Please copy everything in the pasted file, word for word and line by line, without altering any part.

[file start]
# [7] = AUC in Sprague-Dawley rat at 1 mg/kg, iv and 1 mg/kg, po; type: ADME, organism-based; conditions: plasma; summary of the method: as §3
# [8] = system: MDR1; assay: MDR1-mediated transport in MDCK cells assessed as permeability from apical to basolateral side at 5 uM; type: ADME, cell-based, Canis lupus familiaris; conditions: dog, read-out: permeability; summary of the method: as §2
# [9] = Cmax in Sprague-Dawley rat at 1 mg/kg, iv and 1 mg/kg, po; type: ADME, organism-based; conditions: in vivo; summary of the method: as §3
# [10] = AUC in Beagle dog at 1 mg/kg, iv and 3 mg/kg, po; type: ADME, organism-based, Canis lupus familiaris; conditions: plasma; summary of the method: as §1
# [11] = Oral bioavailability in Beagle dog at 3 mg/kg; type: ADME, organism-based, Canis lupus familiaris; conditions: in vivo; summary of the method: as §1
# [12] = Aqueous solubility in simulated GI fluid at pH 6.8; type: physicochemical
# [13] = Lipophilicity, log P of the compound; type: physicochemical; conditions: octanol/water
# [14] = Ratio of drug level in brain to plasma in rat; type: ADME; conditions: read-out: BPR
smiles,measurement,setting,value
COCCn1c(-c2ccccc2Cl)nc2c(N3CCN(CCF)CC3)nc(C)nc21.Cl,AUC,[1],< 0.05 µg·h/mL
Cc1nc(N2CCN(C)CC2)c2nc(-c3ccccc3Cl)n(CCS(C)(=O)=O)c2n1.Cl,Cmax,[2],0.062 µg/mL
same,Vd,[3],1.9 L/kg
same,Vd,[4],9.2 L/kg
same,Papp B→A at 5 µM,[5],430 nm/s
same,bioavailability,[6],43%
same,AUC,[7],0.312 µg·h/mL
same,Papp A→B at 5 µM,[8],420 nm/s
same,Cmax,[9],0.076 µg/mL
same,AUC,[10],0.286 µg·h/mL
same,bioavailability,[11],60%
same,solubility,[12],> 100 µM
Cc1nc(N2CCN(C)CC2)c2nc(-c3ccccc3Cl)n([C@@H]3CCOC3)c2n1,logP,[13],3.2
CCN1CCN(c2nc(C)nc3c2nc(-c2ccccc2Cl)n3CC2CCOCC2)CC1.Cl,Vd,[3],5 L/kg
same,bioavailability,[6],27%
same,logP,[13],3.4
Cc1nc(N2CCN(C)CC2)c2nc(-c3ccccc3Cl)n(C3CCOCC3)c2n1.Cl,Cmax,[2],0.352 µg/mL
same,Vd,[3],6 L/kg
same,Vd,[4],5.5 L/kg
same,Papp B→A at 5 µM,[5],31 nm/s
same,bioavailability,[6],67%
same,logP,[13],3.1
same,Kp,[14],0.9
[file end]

# [7] = AUC in Sprague-Dawley rat at 1 mg/kg, iv and 1 mg/kg, po; type: ADME, organism-based; conditions: plasma; summary of the method: as §3
# [8] = system: MDR1; assay: MDR1-mediated transport in MDCK cells assessed as permeability from apical to basolateral side at 5 uM; type: ADME, cell-based, Canis lupus familiaris; conditions: dog, read-out: permeability; summary of the method: as §2
# [9] = Cmax in Sprague-Dawley rat at 1 mg/kg, iv and 1 mg/kg, po; type: ADME, organism-based; conditions: in vivo; summary of the method: as §3
# [10] = AUC in Beagle dog at 1 mg/kg, iv and 3 mg/kg, po; type: ADME, organism-based, Canis lupus familiaris; conditions: plasma; summary of the method: as §1
# [11] = Oral bioavailability in Beagle dog at 3 mg/kg; type: ADME, organism-based, Canis lupus familiaris; conditions: in vivo; summary of the method: as §1
# [12] = Aqueous solubility in simulated GI fluid at pH 6.8; type: physicochemical
# [13] = Lipophilicity, log P of the compound; type: physicochemical; conditions: octanol/water
# [14] = Ratio of drug level in brain to plasma in rat; type: ADME; conditions: read-out: BPR
smiles,measurement,setting,value
COCCn1c(-c2ccccc2Cl)nc2c(N3CCN(CCF)CC3)nc(C)nc21.Cl,AUC,[1],< 0.05 µg·h/mL
Cc1nc(N2CCN(C)CC2)c2nc(-c3ccccc3Cl)n(CCS(C)(=O)=O)c2n1.Cl,Cmax,[2],0.062 µg/mL
same,Vd,[3],1.9 L/kg
same,Vd,[4],9.2 L/kg
same,Papp B→A at 5 µM,[5],430 nm/s
same,bioavailability,[6],43%
same,AUC,[7],0.312 µg·h/mL
same,Papp A→B at 5 µM,[8],420 nm/s
same,Cmax,[9],0.076 µg/mL
same,AUC,[10],0.286 µg·h/mL
same,bioavailability,[11],60%
same,solubility,[12],> 100 µM
Cc1nc(N2CCN(C)CC2)c2nc(-c3ccccc3Cl)n([C@@H]3CCOC3)c2n1,logP,[13],3.2
CCN1CCN(c2nc(C)nc3c2nc(-c2ccccc2Cl)n3CC2CCOCC2)CC1.Cl,Vd,[3],5 L/kg
same,bioavailability,[6],27%
same,logP,[13],3.4
Cc1nc(N2CCN(C)CC2)c2nc(-c3ccccc3Cl)n(C3CCOCC3)c2n1.Cl,Cmax,[2],0.352 µg/mL
same,Vd,[3],6 L/kg
same,Vd,[4],5.5 L/kg
same,Papp B→A at 5 µM,[5],31 nm/s
same,bioavailability,[6],67%
same,logP,[13],3.1
same,Kp,[14],0.9